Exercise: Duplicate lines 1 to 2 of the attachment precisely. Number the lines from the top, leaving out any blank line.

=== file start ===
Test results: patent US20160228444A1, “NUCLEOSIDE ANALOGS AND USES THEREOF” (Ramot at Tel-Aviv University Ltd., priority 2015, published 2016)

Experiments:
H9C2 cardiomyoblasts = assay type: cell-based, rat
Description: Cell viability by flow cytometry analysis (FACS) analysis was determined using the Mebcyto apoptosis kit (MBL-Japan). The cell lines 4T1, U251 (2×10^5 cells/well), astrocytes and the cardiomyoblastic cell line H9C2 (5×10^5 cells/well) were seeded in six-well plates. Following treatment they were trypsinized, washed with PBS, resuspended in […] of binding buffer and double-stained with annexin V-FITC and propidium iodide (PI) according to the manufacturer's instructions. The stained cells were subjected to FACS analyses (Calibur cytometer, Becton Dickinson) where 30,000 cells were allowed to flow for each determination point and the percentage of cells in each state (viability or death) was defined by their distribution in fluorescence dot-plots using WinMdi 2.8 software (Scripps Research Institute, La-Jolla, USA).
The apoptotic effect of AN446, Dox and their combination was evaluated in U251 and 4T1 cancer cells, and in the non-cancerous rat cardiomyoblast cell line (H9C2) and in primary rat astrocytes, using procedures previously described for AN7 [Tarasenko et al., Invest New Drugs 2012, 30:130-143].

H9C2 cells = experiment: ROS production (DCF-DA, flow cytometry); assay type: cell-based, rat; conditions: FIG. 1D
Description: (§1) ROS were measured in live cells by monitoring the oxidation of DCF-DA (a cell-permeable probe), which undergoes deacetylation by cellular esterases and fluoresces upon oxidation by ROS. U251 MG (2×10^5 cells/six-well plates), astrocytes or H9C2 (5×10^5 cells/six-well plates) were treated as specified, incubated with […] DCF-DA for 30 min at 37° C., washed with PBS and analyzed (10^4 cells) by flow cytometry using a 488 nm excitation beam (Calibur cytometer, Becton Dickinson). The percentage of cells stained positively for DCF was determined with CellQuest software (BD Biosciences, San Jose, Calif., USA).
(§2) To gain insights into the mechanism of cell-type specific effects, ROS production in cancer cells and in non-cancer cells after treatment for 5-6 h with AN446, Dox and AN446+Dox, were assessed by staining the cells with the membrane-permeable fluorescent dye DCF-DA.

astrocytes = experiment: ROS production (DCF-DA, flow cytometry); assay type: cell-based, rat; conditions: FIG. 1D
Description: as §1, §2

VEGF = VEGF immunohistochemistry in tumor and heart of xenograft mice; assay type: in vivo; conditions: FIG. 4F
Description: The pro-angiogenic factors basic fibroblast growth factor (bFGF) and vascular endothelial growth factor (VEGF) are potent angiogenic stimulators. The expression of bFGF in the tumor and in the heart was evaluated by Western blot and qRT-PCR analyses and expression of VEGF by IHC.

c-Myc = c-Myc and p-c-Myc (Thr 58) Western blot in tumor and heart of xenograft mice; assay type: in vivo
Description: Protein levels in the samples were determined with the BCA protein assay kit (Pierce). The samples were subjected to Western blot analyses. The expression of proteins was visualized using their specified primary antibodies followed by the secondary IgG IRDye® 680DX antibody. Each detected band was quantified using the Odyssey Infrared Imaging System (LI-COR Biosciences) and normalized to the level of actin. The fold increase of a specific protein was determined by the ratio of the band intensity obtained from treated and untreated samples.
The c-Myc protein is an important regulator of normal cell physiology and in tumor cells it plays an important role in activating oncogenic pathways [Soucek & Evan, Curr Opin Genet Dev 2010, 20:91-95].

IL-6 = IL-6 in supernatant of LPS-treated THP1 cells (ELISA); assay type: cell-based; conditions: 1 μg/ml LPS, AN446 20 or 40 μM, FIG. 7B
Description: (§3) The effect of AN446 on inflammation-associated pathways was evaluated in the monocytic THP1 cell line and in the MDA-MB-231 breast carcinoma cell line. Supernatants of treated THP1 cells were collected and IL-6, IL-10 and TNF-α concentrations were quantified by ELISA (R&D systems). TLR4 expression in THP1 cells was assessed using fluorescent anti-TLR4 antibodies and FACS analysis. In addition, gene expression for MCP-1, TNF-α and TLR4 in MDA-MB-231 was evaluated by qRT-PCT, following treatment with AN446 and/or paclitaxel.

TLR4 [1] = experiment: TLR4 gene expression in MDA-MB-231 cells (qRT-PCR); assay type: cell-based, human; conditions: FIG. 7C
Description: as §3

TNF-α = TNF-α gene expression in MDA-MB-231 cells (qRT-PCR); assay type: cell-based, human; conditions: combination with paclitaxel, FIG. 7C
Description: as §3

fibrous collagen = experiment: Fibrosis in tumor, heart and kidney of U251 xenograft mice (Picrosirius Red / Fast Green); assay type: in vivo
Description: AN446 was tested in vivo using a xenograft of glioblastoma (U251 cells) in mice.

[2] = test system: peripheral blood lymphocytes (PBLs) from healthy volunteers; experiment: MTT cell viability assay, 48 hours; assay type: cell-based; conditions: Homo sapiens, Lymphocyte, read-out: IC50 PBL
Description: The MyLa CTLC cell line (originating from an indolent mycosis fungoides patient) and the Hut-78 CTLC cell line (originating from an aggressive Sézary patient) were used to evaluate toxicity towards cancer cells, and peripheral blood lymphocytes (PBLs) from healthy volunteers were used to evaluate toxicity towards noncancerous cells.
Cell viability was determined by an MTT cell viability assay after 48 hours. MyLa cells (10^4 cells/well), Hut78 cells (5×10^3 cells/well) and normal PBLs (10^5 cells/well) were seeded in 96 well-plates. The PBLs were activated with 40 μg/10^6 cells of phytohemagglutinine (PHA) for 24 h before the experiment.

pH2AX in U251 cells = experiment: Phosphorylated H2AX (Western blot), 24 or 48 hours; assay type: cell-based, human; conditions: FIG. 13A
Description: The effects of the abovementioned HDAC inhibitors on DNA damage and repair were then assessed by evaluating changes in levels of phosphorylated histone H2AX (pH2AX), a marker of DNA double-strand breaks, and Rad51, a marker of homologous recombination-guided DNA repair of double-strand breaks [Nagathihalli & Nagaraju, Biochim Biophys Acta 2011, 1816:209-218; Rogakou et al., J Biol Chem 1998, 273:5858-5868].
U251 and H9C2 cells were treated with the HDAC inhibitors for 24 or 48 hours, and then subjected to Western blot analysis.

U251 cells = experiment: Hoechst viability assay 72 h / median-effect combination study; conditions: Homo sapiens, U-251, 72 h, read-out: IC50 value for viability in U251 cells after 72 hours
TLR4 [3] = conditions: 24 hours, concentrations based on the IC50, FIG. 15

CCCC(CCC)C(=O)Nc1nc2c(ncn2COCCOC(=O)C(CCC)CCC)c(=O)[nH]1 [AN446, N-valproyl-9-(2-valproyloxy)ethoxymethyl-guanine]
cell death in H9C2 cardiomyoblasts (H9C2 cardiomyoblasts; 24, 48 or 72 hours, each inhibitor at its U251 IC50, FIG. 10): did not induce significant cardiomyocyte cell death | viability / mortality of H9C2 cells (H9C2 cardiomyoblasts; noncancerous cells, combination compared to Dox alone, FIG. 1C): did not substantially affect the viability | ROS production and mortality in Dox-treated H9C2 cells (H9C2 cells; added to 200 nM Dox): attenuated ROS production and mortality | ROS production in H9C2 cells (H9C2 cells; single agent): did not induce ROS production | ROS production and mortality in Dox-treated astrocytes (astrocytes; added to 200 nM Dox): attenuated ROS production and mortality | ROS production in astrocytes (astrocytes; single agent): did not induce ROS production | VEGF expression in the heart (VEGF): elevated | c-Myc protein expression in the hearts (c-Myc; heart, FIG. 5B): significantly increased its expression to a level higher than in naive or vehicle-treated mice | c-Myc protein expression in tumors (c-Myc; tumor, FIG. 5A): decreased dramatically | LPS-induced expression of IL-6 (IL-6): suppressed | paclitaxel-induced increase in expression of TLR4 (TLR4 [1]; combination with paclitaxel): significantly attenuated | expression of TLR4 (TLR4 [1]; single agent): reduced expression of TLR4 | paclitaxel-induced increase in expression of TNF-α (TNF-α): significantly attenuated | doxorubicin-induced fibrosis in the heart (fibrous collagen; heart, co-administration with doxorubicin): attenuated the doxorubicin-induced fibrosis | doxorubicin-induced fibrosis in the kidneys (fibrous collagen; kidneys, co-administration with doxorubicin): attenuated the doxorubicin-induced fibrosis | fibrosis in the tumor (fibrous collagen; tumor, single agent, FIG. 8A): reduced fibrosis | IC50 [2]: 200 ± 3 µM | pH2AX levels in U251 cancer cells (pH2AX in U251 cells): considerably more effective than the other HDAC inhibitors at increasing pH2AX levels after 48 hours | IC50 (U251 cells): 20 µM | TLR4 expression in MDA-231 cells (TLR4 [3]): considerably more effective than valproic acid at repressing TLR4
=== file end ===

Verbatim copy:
Test results: patent US20160228444A1, “NUCLEOSIDE ANALOGS AND USES THEREOF” (Ramot at Tel-Aviv University Ltd., priority 2015, published 2016)

Experiments: